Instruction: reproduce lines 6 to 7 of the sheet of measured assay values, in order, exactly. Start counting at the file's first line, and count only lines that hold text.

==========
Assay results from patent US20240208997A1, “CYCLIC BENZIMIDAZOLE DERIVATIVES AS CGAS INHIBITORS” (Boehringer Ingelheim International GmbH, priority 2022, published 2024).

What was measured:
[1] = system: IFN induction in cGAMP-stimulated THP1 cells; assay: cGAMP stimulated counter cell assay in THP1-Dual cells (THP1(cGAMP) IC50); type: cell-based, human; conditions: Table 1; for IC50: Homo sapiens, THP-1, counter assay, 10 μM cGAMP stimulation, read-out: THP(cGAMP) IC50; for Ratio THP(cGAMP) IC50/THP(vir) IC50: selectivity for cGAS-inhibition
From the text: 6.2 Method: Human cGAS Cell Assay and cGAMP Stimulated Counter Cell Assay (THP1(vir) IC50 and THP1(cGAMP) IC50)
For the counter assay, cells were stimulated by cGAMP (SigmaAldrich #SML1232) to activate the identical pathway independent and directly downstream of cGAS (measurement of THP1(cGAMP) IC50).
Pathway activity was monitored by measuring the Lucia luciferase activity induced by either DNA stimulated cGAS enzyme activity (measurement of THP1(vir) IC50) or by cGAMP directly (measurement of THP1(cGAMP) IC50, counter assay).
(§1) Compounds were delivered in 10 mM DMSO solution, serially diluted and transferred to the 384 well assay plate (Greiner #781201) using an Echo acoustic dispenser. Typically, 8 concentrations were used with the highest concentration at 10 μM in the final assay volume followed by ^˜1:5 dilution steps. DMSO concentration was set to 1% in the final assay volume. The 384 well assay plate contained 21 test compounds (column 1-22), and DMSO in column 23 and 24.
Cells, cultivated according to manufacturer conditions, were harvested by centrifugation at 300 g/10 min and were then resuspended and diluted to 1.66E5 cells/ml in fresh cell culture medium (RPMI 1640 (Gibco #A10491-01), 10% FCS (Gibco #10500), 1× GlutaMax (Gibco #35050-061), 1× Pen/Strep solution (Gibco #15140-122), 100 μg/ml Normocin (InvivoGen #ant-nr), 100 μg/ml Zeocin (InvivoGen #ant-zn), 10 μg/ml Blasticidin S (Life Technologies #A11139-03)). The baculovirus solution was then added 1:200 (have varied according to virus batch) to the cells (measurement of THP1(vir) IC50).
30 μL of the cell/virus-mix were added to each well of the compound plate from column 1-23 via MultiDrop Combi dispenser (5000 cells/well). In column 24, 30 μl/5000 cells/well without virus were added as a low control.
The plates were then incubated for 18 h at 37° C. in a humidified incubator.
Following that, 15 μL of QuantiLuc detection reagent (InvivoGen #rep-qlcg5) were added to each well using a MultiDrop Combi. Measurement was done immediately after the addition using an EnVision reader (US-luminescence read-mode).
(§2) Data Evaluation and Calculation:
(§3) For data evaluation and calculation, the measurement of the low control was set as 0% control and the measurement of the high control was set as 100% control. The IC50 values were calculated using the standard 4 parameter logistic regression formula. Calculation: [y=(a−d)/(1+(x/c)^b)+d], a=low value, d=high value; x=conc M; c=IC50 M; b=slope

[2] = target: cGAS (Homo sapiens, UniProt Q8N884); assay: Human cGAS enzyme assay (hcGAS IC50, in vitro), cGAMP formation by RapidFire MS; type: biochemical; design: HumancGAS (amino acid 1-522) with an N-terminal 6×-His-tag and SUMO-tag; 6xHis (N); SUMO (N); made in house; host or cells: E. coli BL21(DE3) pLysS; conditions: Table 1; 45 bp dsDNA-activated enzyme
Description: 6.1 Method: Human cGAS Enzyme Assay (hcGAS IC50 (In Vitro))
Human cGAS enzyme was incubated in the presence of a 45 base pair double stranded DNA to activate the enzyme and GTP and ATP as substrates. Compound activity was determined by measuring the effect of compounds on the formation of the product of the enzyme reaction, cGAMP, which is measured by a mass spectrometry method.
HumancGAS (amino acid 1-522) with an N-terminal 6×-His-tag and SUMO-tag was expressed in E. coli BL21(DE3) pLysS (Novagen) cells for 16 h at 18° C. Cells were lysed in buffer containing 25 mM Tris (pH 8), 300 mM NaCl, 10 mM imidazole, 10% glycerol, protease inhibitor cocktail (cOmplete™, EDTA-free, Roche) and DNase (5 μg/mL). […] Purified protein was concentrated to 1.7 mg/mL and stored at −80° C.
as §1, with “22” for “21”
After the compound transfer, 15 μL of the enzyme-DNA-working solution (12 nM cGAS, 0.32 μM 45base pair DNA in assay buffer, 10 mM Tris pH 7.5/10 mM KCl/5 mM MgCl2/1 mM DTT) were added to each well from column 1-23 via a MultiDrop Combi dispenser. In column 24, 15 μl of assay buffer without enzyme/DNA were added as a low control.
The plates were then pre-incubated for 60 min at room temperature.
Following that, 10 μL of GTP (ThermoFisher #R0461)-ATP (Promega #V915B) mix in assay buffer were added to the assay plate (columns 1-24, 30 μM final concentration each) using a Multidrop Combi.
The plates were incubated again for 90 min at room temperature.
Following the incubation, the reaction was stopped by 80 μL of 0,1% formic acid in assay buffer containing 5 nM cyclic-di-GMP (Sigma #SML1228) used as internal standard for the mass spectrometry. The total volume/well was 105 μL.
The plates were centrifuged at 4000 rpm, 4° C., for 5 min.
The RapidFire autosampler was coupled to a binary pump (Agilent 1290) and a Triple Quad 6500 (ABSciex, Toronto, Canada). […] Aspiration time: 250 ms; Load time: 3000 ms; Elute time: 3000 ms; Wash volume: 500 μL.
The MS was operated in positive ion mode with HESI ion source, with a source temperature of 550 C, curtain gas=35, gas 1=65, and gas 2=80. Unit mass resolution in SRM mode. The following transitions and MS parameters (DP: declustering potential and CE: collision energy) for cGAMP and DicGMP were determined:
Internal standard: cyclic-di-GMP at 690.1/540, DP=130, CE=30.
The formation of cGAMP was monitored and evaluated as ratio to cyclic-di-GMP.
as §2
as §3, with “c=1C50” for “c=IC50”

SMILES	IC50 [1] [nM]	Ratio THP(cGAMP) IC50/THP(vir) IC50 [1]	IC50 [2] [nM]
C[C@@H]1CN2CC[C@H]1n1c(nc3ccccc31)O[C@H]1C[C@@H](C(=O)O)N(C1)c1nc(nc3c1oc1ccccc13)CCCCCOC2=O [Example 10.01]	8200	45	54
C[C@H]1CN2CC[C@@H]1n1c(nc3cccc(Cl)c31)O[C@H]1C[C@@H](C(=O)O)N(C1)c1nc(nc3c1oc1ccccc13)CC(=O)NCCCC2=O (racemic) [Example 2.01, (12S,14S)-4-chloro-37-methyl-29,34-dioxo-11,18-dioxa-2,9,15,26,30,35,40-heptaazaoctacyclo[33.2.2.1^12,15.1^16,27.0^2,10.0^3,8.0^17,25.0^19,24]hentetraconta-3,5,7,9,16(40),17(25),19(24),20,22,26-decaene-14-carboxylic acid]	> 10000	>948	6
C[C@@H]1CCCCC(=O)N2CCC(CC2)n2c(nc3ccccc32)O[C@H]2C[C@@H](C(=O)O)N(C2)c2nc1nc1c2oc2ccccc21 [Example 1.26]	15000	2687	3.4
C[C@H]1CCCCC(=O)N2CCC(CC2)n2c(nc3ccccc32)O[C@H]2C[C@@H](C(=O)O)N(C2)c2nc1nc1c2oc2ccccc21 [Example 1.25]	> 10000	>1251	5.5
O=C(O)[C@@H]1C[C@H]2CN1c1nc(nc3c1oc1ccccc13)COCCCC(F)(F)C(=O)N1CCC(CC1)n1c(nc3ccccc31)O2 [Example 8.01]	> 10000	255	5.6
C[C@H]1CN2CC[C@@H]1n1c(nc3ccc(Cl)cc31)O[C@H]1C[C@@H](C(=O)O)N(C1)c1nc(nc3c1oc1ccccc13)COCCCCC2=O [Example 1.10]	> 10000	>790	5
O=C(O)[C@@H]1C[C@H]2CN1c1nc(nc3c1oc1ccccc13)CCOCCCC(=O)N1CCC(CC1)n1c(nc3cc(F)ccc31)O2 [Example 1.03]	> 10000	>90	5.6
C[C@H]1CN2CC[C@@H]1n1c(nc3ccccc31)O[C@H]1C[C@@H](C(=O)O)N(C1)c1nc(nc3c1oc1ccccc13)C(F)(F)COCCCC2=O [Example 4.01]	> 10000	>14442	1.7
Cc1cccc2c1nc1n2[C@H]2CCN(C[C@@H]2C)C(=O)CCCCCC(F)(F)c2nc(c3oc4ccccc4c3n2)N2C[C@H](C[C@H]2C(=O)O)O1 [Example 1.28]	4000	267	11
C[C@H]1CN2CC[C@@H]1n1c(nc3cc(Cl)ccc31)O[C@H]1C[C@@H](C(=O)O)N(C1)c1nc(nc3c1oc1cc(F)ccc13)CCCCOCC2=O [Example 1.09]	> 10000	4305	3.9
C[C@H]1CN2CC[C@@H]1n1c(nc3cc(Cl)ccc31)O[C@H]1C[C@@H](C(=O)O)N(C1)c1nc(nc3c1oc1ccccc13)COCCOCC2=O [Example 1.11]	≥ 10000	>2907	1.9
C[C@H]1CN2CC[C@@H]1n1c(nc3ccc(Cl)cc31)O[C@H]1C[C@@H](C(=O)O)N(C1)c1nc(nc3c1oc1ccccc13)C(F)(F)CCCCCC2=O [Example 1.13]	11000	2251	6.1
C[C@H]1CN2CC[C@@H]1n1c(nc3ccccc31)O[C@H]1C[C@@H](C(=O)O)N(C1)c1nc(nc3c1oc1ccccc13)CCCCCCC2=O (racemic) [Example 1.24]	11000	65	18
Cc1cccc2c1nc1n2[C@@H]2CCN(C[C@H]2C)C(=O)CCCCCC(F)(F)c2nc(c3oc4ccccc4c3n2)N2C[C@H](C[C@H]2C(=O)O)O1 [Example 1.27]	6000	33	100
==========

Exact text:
Pathway activity was monitored by measuring the Lucia luciferase activity induced by either DNA stimulated cGAS enzyme activity (measurement of THP1(vir) IC50) or by cGAMP directly (measurement of THP1(cGAMP) IC50, counter assay).
(§1) Compounds were delivered in 10 mM DMSO solution, serially diluted and transferred to the 384 well assay plate (Greiner #781201) using an Echo acoustic dispenser. Typically, 8 concentrations were used with the highest concentration at 10 μM in the final assay volume followed by ^˜1:5 dilution steps. DMSO concentration was set to 1% in the final assay volume. The 384 well assay plate contained 21 test compounds (column 1-22), and DMSO in column 23 and 24.